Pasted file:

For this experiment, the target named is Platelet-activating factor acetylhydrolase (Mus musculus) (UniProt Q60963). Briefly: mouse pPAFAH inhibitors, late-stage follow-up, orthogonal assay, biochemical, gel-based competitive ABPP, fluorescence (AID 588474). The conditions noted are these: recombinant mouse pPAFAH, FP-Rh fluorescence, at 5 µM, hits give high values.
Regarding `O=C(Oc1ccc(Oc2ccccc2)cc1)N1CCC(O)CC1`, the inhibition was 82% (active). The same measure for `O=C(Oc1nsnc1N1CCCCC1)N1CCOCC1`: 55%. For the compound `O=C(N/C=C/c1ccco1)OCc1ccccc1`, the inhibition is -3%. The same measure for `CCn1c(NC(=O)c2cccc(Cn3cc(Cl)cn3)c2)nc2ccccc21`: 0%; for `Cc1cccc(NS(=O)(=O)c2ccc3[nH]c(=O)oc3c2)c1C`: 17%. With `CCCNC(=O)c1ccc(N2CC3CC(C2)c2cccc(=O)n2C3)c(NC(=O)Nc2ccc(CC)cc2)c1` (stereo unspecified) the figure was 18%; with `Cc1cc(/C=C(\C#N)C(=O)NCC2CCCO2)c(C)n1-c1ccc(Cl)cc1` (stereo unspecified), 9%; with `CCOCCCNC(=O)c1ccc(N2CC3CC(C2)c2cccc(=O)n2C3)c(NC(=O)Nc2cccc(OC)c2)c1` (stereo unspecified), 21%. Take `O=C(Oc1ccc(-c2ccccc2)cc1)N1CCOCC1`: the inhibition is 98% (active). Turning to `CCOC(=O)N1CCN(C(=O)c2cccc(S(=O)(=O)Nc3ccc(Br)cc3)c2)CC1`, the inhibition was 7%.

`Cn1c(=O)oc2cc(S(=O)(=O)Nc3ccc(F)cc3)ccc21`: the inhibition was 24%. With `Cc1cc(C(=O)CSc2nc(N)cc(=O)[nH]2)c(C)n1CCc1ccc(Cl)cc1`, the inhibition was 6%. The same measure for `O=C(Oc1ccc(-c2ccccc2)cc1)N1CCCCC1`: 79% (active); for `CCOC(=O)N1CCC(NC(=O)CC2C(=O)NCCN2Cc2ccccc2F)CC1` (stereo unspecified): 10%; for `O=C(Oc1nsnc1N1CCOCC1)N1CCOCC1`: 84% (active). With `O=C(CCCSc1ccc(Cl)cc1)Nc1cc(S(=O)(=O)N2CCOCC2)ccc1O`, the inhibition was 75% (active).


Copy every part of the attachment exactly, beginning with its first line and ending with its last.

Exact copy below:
For this experiment, the target named is Platelet-activating factor acetylhydrolase (Mus musculus) (UniProt Q60963). Briefly: mouse pPAFAH inhibitors, late-stage follow-up, orthogonal assay, biochemical, gel-based competitive ABPP, fluorescence (AID 588474). The conditions noted are these: recombinant mouse pPAFAH, FP-Rh fluorescence, at 5 µM, hits give high values.
Regarding `O=C(Oc1ccc(Oc2ccccc2)cc1)N1CCC(O)CC1`, the inhibition was 82% (active). The same measure for `O=C(Oc1nsnc1N1CCCCC1)N1CCOCC1`: 55%. For the compound `O=C(N/C=C/c1ccco1)OCc1ccccc1`, the inhibition is -3%. The same measure for `CCn1c(NC(=O)c2cccc(Cn3cc(Cl)cn3)c2)nc2ccccc21`: 0%; for `Cc1cccc(NS(=O)(=O)c2ccc3[nH]c(=O)oc3c2)c1C`: 17%. With `CCCNC(=O)c1ccc(N2CC3CC(C2)c2cccc(=O)n2C3)c(NC(=O)Nc2ccc(CC)cc2)c1` (stereo unspecified) the figure was 18%; with `Cc1cc(/C=C(\C#N)C(=O)NCC2CCCO2)c(C)n1-c1ccc(Cl)cc1` (stereo unspecified), 9%; with `CCOCCCNC(=O)c1ccc(N2CC3CC(C2)c2cccc(=O)n2C3)c(NC(=O)Nc2cccc(OC)c2)c1` (stereo unspecified), 21%. Take `O=C(Oc1ccc(-c2ccccc2)cc1)N1CCOCC1`: the inhibition is 98% (active). Turning to `CCOC(=O)N1CCN(C(=O)c2cccc(S(=O)(=O)Nc3ccc(Br)cc3)c2)CC1`, the inhibition was 7%.

`Cn1c(=O)oc2cc(S(=O)(=O)Nc3ccc(F)cc3)ccc21`: the inhibition was 24%. With `Cc1cc(C(=O)CSc2nc(N)cc(=O)[nH]2)c(C)n1CCc1ccc(Cl)cc1`, the inhibition was 6%. The same measure for `O=C(Oc1ccc(-c2ccccc2)cc1)N1CCCCC1`: 79% (active); for `CCOC(=O)N1CCC(NC(=O)CC2C(=O)NCCN2Cc2ccccc2F)CC1` (stereo unspecified): 10%; for `O=C(Oc1nsnc1N1CCOCC1)N1CCOCC1`: 84% (active). With `O=C(CCCSc1ccc(Cl)cc1)Nc1cc(S(=O)(=O)N2CCOCC2)ccc1O`, the inhibition was 75% (active).